* High stakes tests most often come with caveats related to the accuracy of scores they produce and the suitability of uses of scores, and these caveats are widely ignored. Commercially produced reading tests and those created for statewide and federal high stakes decision-making regularly feature strong guidance related to the appropriate uses and misuses of test scores (Hamilton, Stecher, & Klein, 2002). Among the most frequent caveats is the admonition not to use a single high stakes reading test score to make educational decisions. This caveat is based on the understanding that single test scores represent only single measures of student readers and that test scores are subject to natural variation and sampling error, as with the political polls that are conducted regularly in the United States. This means that a student’s single high stakes reading test score is at best an approximation of the student’s actual achievement level. When high stakes decisions are made using such unstable scores, the decisions may be faulty and costly. Psychometricians and test developers are fully aware of the dangers of such practice, yet it continues unabated.

Recommendations for Improving Reading Assessment

Given the limitations of high stakes test scores for describing the breadth and depth of student reading achievement and given the history of inappropriate use and negative consequences related to high stakes tests, it is imperative that the information from high stakes tests is augmented with information from more effective reading assessments. These assessments may share several characteristics.

* Reading assessment should reflect performance over multiple time points with various texts and purposes. We must provide students with opportunities to demonstrate their reading growth and achievement in situations that reflect their daily lives as readers. This means that assessment is conducted to gather both formative and summative information, to describe the detail of learning and achievement of student reading, and to help teachers determine what reading instruction and experience is best suited to each student.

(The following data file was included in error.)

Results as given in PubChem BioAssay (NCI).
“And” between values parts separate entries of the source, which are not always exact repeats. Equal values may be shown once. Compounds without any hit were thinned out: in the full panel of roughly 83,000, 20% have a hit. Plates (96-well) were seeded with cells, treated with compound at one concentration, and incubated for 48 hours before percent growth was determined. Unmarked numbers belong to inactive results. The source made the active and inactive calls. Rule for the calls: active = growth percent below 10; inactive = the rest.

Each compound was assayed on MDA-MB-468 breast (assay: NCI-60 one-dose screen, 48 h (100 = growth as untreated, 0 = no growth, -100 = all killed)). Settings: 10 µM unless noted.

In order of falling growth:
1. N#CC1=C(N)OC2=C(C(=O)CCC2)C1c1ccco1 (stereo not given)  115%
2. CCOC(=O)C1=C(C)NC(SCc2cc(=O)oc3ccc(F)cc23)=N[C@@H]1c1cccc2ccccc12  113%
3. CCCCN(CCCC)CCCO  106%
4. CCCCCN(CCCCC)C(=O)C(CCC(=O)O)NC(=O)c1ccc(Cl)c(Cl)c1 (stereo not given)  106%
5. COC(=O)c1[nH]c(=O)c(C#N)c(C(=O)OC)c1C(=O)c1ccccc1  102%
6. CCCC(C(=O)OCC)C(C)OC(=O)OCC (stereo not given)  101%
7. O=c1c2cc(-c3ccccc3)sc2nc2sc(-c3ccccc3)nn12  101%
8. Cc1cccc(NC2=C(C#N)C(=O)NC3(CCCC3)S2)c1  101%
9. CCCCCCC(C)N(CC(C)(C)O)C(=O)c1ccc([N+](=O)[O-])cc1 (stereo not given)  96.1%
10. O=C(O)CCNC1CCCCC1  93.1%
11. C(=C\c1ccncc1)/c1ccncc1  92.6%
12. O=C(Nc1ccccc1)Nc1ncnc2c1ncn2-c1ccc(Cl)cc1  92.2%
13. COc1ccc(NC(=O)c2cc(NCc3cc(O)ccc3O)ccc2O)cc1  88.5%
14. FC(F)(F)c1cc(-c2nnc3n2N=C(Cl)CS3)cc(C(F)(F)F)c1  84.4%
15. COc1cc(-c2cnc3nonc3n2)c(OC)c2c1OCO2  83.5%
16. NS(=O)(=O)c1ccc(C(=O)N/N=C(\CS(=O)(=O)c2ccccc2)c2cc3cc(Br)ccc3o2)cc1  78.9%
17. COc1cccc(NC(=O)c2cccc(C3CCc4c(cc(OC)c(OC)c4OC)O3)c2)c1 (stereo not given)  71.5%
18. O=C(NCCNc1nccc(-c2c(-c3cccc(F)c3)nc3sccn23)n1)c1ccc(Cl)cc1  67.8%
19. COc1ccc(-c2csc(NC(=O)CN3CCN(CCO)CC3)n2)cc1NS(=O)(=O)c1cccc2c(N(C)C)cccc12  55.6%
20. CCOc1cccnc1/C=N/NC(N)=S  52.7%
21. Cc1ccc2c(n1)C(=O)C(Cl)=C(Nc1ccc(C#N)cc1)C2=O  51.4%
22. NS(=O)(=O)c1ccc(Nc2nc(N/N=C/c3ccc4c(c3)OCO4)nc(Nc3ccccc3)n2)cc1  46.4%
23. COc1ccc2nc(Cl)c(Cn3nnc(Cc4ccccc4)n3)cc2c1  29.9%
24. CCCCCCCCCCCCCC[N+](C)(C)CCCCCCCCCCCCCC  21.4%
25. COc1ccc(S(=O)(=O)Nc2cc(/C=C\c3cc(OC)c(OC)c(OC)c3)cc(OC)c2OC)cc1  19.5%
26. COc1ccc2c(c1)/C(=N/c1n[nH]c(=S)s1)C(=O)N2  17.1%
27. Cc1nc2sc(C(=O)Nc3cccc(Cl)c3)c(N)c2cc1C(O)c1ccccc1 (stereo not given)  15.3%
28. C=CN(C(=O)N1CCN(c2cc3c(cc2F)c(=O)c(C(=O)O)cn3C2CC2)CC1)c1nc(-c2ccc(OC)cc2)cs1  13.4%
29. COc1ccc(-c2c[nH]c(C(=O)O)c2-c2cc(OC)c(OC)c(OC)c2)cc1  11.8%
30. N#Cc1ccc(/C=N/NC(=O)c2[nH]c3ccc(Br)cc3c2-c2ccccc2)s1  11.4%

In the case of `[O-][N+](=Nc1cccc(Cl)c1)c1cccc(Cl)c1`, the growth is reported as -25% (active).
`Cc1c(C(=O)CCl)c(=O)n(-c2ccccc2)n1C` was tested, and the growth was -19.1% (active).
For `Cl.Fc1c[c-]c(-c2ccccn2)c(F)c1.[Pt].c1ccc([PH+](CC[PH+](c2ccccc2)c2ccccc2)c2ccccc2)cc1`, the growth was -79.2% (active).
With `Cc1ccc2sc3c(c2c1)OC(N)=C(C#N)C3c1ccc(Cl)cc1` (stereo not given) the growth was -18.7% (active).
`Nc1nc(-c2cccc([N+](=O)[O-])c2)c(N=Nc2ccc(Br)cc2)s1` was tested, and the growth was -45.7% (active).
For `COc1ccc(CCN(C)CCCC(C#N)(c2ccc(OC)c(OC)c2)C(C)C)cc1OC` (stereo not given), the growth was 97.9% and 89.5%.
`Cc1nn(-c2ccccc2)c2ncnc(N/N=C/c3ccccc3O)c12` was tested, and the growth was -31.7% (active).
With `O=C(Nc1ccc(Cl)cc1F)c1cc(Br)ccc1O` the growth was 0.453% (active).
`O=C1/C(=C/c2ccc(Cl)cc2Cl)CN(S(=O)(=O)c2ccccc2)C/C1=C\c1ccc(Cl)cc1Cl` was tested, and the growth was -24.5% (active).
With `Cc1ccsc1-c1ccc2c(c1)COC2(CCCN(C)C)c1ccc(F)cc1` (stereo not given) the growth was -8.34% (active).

* Assessment should measure a wide range of skills with a variety of formats and responses. Our understandings of how students construct meaning from text and how best to assess this process continually improve. We have the means to use diverse reading assessments, including teacher questioning, performance assessments, portfolios, and high stakes tests to fully describe students’ accomplishments. Inferences about student reading ability, teacher accountability, and school goodness are often made from the single picture that a high stakes test score provides. But there are potentially dire consequences if this single view of the reader is not augmented by other, more regular, reading assessment information.

* Assessments should follow ethical guidelines of the American Educational Research Association, standard practices of the American Psychological Association, and recommended practices of the International Reading Association. The national and international organizations that represent researchers and practitioners in reading and their state-of-the-art knowledge have clear guidelines for effective and ethical assessment practices. Each set of guidelines reflects the dual focus of working in the students’ best interests while attempting to gather the most useful assessment information (American Educational Research Association, 2000; American Psychological Association, 2001; International Reading Association, 1999).

* Assessments should provide clear distinctions between the acquisition of reading skills and the effective use of the skills for various purposes. We have voluminous evidence that reading growth is developmental in nature, and we should expect that reading assessments reflect this fact. An assessment that describes students’ ability to decode single syllable, phonetically regular words is important for early readers, as is assessment that describes more advanced readers’ ability to critically interpret and evaluate persuasive writing.